Folk singer Alela Diane is back in action 

Some artists fear change. Not folk warbler Alela Diane.

Much has transpired in her life since her breakthrough sophomore set, 2009’s “To Be Still.”

She relocated to Portland; bought a Victorian fixer-upper; married her longtime beau, backing bassist Tom Bevitori, at their estate; assembled the full-time band Wild Divine, which includes her guitarist father, Tom Menig; and began a new co-writing process with her husband, often on piano instead of her usual guitar.

“I feel like I’ve made a major accomplishment, because my hair is almost shoulder-length, and actually in a ponytail today,” she says. “Because two years ago, I literally had a shaved head.”

American fans, who can catch her in Oakland tonight, might have missed the skull-cut phase, says Diane, whose formerly hippie-length tresses once flowed down her back.

But at overseas concerts, she says, “Everyone was like, ‘You used to be so beautiful! Why did you cut your hair off?’ It was really pretty horrifying.” But she had no choice: “We’d been touring so much, my hair started falling out from stress — it was really thin and awful, so I snipped it all off, until I barely had an inch of it left,” she says.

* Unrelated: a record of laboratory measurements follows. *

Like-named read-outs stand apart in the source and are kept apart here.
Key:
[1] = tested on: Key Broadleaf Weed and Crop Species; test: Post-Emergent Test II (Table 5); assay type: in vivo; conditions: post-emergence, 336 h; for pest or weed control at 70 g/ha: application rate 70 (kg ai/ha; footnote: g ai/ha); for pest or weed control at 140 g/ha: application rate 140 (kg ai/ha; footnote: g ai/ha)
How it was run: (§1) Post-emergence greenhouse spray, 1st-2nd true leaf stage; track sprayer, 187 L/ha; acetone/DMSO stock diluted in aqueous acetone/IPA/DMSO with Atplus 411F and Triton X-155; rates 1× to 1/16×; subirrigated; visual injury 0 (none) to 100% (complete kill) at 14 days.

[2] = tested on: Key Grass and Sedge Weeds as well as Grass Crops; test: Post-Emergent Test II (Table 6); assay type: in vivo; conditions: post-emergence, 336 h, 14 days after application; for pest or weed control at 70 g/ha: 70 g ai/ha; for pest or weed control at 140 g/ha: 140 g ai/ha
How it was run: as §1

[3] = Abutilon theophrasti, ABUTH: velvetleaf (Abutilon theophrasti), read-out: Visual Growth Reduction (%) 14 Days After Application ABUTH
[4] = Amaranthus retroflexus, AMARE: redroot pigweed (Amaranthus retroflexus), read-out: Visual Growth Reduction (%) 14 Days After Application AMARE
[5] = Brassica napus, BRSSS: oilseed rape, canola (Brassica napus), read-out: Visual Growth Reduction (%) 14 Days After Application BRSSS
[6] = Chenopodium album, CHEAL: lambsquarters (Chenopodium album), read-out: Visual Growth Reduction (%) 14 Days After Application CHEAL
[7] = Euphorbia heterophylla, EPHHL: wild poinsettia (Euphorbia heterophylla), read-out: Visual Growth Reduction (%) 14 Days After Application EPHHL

As Diane — who performs without her surname, Menig — tells it, she never really planned on this as a career. Initially, she simply discovered a knack for spinning out originals in a half hour, an hour tops.

Then, just for fun, she and her dad recorded her indie debut “The Pirate’s Gospel,” which soon went gold in France.

Suddenly, she was thrown into a whirlwind of nonstop touring, which never flagged for three taxing years.

“There was never a moment to catch my breath or even assess what I was doing,” she says. “I was just doing it, running some crazy race.”

So, for a solid year, Diane stayed home, renovating and getting serious about her compositions.

When her mother underwent chemotherapy and a friend of a friend was murdered in cold blood, she says, “Death definitely stepped onto this record — my mom’s OK now, but songs like ‘The Wind’ came out of deeper and darker places. So I really worked with these songs and changed them so many times before they were finished.”

Ex-R.E.M. and Replacements producer Scott Litt even came out of retirement to polish Diane’s work to perfection on the recording, called “Alela Diane and Wild Divine.”

“Now I’m touring again, but I think I’m actually prepared for it this time,” she says. “I’ve got my husband and my dad on the road with me, so for the first time, I have a family and a home wherever I am.”


Alela Diane

Where: The New Parish, 579 18th St., Oakland

When: 9 p.m. today


Contact: (510) 444-7474;

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Tom Lanham

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